Is that ringing in my ear just tinnitus brought on by my latest ear-bashing from El Gordo, or is it a distant death knell for DRIP?

Those with an eye for irony will not have failed to notice that whoever swings the axe post-May 6 it will be three years to the week after the creation of this noble office.

And so it is with heavy heart that I fluff up my column this week, knowing that in all probability I will soon be as redundant as Bondandybond's smugness supplier.

And yet in the spirit of public service I feel I should get to the heart of the matter and list honestly and independently, the grocery industry policies of all the serious contenders in the forthcoming election, plus the Lib Dems. Comfy?

Labour: Although it would be a brave man who underestimated Lord Mandacity's ability to dip his beak into anything that moves (government-wise, I mean), he has been spread rather thin over the past year or so what with running the country, the EU and generally keeping geopolitics operating smoothly.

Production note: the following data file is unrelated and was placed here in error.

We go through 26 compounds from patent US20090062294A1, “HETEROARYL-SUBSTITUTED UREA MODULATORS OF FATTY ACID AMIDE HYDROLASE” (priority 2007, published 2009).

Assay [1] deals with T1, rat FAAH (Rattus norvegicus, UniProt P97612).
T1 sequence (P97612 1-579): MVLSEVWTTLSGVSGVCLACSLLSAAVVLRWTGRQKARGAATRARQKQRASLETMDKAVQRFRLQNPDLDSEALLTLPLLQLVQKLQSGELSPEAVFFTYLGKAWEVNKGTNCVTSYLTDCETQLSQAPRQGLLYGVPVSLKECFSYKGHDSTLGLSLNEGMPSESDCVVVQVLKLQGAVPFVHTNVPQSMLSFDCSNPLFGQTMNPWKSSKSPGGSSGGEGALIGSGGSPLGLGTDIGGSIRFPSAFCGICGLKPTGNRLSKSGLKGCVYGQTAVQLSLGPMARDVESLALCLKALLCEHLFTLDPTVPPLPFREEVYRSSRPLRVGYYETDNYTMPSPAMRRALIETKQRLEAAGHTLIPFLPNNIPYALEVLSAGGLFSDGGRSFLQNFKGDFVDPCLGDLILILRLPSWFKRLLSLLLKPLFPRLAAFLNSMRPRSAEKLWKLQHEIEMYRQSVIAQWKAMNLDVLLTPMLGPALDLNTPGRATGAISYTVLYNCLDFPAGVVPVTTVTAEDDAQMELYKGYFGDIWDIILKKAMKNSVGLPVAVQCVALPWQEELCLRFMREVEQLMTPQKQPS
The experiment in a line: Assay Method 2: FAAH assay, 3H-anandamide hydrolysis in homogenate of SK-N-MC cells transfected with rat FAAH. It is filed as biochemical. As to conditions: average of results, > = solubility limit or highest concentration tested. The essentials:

So it's fair to say that Labour's great socialist experiment with regard to retail and grocery has been to let the free market sort it out, occasionally force-feeding the already bloated and pointless bureaucracy of the FSA and hosting a grand competition inquiry every three years to ensure that the lawyers don't go hungry. Expect more of the same.

Conservatives: Maggie may famously have been a shopkeeper's daughter but with the type of street cred that can only arise from the school of hard knocks (Eton and Oxford), David Cameron's version of a trip round the local c-store is sending the third butler's PA's runner on the Eurostar to Fauchon to top up on fromage de zigounette.

And of Mandy's shadow Mark Prisk we learn from Retail Week that he "knows a bit about retail, having been a commercial chartered surveyor"

Liberal Democrats: Who knows? Who cares?

SNP: Free Buckie and halfy-halfies for all, paid for by the Sassenach.

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